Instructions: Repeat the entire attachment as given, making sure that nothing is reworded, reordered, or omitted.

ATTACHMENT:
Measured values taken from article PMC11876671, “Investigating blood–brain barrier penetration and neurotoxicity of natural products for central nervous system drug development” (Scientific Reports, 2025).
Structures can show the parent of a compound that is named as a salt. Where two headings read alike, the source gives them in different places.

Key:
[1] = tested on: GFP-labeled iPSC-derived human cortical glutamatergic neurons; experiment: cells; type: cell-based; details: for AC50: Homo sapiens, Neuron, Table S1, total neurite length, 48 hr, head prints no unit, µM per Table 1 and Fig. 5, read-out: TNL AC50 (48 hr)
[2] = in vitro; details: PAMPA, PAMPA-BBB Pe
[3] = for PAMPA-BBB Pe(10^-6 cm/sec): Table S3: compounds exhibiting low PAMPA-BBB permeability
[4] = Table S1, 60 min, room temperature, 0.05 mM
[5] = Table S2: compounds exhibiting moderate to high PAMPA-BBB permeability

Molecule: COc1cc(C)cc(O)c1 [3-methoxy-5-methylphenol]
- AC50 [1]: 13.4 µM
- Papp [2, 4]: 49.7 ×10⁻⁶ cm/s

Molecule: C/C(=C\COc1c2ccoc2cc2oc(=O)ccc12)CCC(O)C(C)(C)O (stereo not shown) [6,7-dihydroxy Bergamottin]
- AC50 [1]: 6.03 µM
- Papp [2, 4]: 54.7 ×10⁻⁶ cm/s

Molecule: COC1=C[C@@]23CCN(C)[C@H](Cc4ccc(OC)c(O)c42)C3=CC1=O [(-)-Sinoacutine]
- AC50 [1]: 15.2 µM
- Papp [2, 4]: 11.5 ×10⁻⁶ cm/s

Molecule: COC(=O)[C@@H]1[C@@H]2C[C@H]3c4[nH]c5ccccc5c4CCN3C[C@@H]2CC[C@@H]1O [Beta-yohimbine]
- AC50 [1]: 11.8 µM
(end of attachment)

Measured values taken from article PMC11876671, “Investigating blood–brain barrier penetration and neurotoxicity of natural products for central nervous system drug development” (Scientific Reports, 2025).
Structures can show the parent of a compound that is named as a salt. Where two headings read alike, the source gives them in different places.

Key:
[1] = tested on: GFP-labeled iPSC-derived human cortical glutamatergic neurons; experiment: cells; type: cell-based; details: for AC50: Homo sapiens, Neuron, Table S1, total neurite length, 48 hr, head prints no unit, µM per Table 1 and Fig. 5, read-out: TNL AC50 (48 hr)
[2] = in vitro; details: PAMPA, PAMPA-BBB Pe
[3] = for PAMPA-BBB Pe(10^-6 cm/sec): Table S3: compounds exhibiting low PAMPA-BBB permeability
[4] = Table S1, 60 min, room temperature, 0.05 mM
[5] = Table S2: compounds exhibiting moderate to high PAMPA-BBB permeability

Molecule: COc1cc(C)cc(O)c1 [3-methoxy-5-methylphenol]
- AC50 [1]: 13.4 µM
- Papp [2, 4]: 49.7 ×10⁻⁶ cm/s

Molecule: C/C(=C\COc1c2ccoc2cc2oc(=O)ccc12)CCC(O)C(C)(C)O (stereo not shown) [6,7-dihydroxy Bergamottin]
- AC50 [1]: 6.03 µM
- Papp [2, 4]: 54.7 ×10⁻⁶ cm/s

Molecule: COC1=C[C@@]23CCN(C)[C@H](Cc4ccc(OC)c(O)c42)C3=CC1=O [(-)-Sinoacutine]
- AC50 [1]: 15.2 µM
- Papp [2, 4]: 11.5 ×10⁻⁶ cm/s

Molecule: COC(=O)[C@@H]1[C@@H]2C[C@H]3c4[nH]c5ccccc5c4CCN3C[C@@H]2CC[C@@H]1O [Beta-yohimbine]
- AC50 [1]: 11.8 µM